Competition implications of the transition to 5G
|Competition Law International homepage » December 2020|
Dr Will Taylor and Adrien Cervera-Jackson
5G is the next generation of mobile technology. While it promises a step-change increase in performance and functionality compared to 4G and is expected to give rise to a number of new use cases, it also requires significant investment from mobile network operators (MNOs).
However, the business case for 5G investment is unclear. The need for new capital expenditure arrives at a time when MNO revenues and average revenue per user (ARPU) have been flat or declining for several years, while connections and data usage by consumers have been increasing. This is putting pressure on current MNO business models. New use cases that would enable MNOs to monetise 5G are on the horizon, but it is unclear when they will arrive and provide new revenue streams. At this stage, it is also unclear whether the current Covid-19 pandemic will exacerbate these challenges.
These trends are putting pressure on MNOs to combine (merge) or collaborate (share network infrastructure) in order to achieve investment efficiencies, both of which may raise competition concerns. Both mergers and network sharing agreements (NSAs) have the potential to benefit consumers through increased investment but may also reduce competitive tension between MNOs.
Recent mergers between small MNOs have raised issues about the level of investment that would occur by the parties in the absence of the merger and the ability of the newly created firm to compete against the larger and better-resourced first and second players in each market. This was a key consideration of the courts in both the Vodafone Hutchison Australia (VHA)/TPG Telecom (TPG) (Australia) and Sprint/T-Mobile (United States) cases.
A frequently occurring consideration is whether alternative arrangements, such as infrastructure sharing, could allow MNOs to achieve similar efficiencies to a merger, but with less harmful effects on competition. NSAs generally benefit consumers in terms of faster rollout, cost savings and improved coverage but they may have a negative impact on competition in some circumstances.
From a competition perspective, infrastructure sharing has traditionally been viewed as more benign than a merger, particularly when it involves the sharing of passive, rather than active, infrastructure. However, recent NSAs have involved more active sharing, which has heightened regulatory scrutiny of those arrangements given the greater risk that active sharing could reduce competition between MNOs – for example, the ongoing European Commission investigation into the NSA between O2 CZ/CETIN and T-Mobile CZ (Czech Republic).
Some mergers can also affect infrastructure sharing. In the proposed H3G/O2 transaction (UK), the Commission and the European General Court (‘General Court’) assessed the merger’s impact on investment by examining its effects on two existing NSAs involving the merging parties.
Mergers and NSAs between MNOs have the potential to benefit consumers through increased investment and the dynamic competition benefits they bring. This increased investment occurs when mergers or NSAs relieve capital constraints and/or lower the per unit cost of expanding the network (due to network or spectrum synergies). In the latter case, this makes investments that are not profitable on a standalone basis profitable.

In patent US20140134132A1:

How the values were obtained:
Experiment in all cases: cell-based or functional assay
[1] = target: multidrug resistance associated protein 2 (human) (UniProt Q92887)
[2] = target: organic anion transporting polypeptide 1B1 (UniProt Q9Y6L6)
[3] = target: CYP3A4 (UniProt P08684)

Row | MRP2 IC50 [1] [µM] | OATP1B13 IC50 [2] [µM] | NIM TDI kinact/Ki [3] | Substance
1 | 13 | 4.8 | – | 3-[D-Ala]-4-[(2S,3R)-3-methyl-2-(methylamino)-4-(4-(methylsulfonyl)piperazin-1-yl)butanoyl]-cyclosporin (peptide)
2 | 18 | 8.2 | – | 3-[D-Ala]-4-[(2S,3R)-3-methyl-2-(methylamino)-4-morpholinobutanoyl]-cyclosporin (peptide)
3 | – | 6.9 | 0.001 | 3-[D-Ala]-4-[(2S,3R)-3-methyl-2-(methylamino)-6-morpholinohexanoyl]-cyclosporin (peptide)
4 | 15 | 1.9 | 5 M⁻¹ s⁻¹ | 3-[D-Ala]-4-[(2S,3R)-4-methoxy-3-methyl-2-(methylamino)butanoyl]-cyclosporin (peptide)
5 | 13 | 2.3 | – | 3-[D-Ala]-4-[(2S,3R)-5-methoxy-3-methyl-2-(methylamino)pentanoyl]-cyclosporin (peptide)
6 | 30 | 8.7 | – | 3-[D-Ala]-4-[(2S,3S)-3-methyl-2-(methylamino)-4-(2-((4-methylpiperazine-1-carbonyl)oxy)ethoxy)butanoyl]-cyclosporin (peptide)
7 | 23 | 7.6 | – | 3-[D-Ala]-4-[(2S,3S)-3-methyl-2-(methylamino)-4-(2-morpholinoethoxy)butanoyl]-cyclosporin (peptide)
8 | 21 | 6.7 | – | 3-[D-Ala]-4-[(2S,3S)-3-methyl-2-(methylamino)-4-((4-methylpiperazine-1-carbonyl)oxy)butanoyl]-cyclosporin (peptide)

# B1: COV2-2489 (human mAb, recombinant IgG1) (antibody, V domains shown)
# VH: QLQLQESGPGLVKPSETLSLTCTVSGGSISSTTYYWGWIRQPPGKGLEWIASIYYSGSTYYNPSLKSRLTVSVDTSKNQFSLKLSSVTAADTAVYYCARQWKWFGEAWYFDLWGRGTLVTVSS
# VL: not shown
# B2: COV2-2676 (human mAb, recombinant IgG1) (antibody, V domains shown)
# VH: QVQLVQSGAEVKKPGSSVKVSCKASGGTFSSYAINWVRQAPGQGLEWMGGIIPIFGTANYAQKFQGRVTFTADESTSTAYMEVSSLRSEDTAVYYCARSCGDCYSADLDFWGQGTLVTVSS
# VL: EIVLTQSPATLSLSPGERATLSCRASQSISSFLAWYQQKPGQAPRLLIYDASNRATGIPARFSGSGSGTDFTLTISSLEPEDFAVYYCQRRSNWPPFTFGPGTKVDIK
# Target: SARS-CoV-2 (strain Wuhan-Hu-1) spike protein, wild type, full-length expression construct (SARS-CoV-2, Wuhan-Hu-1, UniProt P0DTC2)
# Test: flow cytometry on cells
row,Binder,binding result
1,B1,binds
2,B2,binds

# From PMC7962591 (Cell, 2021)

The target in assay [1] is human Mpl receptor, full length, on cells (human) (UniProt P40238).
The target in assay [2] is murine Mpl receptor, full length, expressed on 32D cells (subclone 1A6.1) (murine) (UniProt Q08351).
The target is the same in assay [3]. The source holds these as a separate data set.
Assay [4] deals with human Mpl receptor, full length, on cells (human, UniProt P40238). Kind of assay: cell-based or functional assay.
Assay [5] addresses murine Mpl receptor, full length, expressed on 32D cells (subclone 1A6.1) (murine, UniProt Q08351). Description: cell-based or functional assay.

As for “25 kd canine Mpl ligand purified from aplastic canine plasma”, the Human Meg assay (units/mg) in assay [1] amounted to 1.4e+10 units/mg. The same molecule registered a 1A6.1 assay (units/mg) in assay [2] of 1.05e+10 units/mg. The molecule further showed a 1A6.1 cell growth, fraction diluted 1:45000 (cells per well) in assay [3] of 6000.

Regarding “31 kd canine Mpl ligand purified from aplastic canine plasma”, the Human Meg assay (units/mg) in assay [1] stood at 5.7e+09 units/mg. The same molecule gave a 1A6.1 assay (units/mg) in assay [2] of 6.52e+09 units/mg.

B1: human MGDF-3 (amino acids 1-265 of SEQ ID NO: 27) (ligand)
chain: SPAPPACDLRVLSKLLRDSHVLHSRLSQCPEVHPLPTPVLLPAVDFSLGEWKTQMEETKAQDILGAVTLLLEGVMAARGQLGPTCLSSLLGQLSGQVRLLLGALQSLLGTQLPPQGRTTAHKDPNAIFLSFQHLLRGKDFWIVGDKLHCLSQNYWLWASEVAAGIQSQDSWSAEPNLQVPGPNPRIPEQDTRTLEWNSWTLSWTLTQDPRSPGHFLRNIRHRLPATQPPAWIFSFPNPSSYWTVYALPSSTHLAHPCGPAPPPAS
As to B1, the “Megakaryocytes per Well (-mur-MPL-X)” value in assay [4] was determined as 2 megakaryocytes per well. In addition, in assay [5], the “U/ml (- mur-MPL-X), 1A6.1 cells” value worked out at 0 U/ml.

However, mergers and NSAs may also reduce competitive tension, particularly in a more static sense. The overall effect on investment and consumer welfare (ie, prices and quality) will depend on the specific facts and circumstances of each case. The cases discussed below highlight that for both mergers and NSAs, whether there is a positive impact on investment depends on various factors. With respect to NSAs, the competitive effects also depend on the nature of the sharing (active versus passive), the area covered by the shared network (urban versus rural) and the ownership structure of the network sharing (joint venture versus geo-split agreement).
Economic analysis and evidence have an important role to play in evaluating the trade-off between efficiency gains and anti-competitive effects arising from consolidation and cooperation between MNOs and assessing the overall impact on investment and competition, as demonstrated in the General Court’s recent H3G/O2 judgment.
The remainder of this article is structured as follows. Section 2 explains the basics of mobile network economics and the properties of different spectrum bands, then describes the difference in performance between 5G and 4G. Section 3 sets out the challenges to MNO business models associated with 5G investment, which requires significant capital expenditure at a time when MNO revenues and ARPU have been flat or declining for several years. Section 4 describes the resulting rationale for MNOs to merge or collaborate to achieve investment efficiencies, sets out the trade-off between the potential efficiency gains and anti-competitive effects associated with mergers and NSAs, and discusses recent cases where these issues have been examined around the world. Section 5 concludes on the implications for investment of MNOs merging or collaborating.
What is 5G and how is it different from 4G?
To understand what 5G is, how it differs from 4G and why rolling it out involves large investment from operators requires an appreciation of the economics of mobile network capacity and some fundamentals on the capacity and coverage properties of different spectrum frequency bands.
Beginning with mobile network economics, MNOs have three primary means of increasing the capacity and performance of their network: